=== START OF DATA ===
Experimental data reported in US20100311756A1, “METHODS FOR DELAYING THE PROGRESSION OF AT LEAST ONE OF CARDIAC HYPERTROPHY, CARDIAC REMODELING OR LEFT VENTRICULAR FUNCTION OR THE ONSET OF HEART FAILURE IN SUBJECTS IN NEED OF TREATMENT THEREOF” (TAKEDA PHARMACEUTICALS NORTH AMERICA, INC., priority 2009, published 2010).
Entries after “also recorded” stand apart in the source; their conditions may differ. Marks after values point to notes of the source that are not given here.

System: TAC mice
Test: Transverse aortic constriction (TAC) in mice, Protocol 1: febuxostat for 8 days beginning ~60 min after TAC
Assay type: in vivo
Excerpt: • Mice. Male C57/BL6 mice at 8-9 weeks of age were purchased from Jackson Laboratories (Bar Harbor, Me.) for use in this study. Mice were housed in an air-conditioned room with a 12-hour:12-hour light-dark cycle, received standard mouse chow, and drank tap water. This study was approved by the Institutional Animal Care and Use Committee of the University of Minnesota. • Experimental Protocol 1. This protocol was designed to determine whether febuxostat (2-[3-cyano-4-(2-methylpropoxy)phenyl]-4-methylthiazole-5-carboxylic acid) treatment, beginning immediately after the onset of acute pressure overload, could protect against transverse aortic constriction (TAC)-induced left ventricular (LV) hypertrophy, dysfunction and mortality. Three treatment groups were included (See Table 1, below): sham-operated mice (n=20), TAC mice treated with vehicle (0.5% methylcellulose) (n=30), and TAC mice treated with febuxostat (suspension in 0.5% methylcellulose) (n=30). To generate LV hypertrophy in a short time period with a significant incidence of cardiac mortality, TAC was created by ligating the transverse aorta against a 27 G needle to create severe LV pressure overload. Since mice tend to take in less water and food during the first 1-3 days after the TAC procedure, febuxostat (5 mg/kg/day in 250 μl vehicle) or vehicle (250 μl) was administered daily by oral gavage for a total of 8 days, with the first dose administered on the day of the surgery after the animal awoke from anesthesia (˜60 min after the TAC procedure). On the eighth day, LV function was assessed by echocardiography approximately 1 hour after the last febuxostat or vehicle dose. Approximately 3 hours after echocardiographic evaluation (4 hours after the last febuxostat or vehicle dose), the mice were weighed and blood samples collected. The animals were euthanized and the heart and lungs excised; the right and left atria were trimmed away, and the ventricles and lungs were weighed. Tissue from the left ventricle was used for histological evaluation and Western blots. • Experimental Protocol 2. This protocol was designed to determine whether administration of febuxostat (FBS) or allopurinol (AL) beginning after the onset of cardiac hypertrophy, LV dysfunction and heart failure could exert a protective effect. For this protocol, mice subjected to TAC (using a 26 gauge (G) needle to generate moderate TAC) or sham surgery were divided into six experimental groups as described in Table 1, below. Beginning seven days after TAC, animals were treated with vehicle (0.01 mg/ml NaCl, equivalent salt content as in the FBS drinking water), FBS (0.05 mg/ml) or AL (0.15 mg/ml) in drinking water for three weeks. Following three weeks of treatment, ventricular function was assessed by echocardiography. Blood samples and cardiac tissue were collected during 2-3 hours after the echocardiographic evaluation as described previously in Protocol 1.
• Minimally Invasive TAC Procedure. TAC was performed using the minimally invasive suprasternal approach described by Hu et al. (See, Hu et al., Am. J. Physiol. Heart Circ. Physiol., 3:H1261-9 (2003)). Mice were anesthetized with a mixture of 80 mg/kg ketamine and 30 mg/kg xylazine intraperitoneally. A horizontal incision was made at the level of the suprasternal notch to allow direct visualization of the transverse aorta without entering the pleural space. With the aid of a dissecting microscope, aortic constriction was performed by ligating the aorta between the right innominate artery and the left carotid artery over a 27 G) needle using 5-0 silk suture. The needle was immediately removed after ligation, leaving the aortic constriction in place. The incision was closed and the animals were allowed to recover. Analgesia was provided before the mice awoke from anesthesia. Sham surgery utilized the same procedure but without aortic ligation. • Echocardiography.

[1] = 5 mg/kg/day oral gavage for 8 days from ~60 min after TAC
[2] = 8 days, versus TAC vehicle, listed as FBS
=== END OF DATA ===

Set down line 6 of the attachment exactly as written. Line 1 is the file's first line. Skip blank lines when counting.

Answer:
Excerpt: • Mice. Male C57/BL6 mice at 8-9 weeks of age were purchased from Jackson Laboratories (Bar Harbor, Me.) for use in this study. Mice were housed in an air-conditioned room with a 12-hour:12-hour light-dark cycle, received standard mouse chow, and drank tap water. This study was approved by the Institutional Animal Care and Use Committee of the University of Minnesota. • Experimental Protocol 1. This protocol was designed to determine whether febuxostat (2-[3-cyano-4-(2-methylpropoxy)phenyl]-4-methylthiazole-5-carboxylic acid) treatment, beginning immediately after the onset of acute pressure overload, could protect against transverse aortic constriction (TAC)-induced left ventricular (LV) hypertrophy, dysfunction and mortality. Three treatment groups were included (See Table 1, below): sham-operated mice (n=20), TAC mice treated with vehicle (0.5% methylcellulose) (n=30), and TAC mice treated with febuxostat (suspension in 0.5% methylcellulose) (n=30). To generate LV hypertrophy in a short time period with a significant incidence of cardiac mortality, TAC was created by ligating the transverse aorta against a 27 G needle to create severe LV pressure overload. Since mice tend to take in less water and food during the first 1-3 days after the TAC procedure, febuxostat (5 mg/kg/day in 250 μl vehicle) or vehicle (250 μl) was administered daily by oral gavage for a total of 8 days, with the first dose administered on the day of the surgery after the animal awoke from anesthesia (˜60 min after the TAC procedure). On the eighth day, LV function was assessed by echocardiography approximately 1 hour after the last febuxostat or vehicle dose. Approximately 3 hours after echocardiographic evaluation (4 hours after the last febuxostat or vehicle dose), the mice were weighed and blood samples collected. The animals were euthanized and the heart and lungs excised; the right and left atria were trimmed away, and the ventricles and lungs were weighed. Tissue from the left ventricle was used for histological evaluation and Western blots. • Experimental Protocol 2. This protocol was designed to determine whether administration of febuxostat (FBS) or allopurinol (AL) beginning after the onset of cardiac hypertrophy, LV dysfunction and heart failure could exert a protective effect. For this protocol, mice subjected to TAC (using a 26 gauge (G) needle to generate moderate TAC) or sham surgery were divided into six experimental groups as described in Table 1, below. Beginning seven days after TAC, animals were treated with vehicle (0.01 mg/ml NaCl, equivalent salt content as in the FBS drinking water), FBS (0.05 mg/ml) or AL (0.15 mg/ml) in drinking water for three weeks. Following three weeks of treatment, ventricular function was assessed by echocardiography. Blood samples and cardiac tissue were collected during 2-3 hours after the echocardiographic evaluation as described previously in Protocol 1.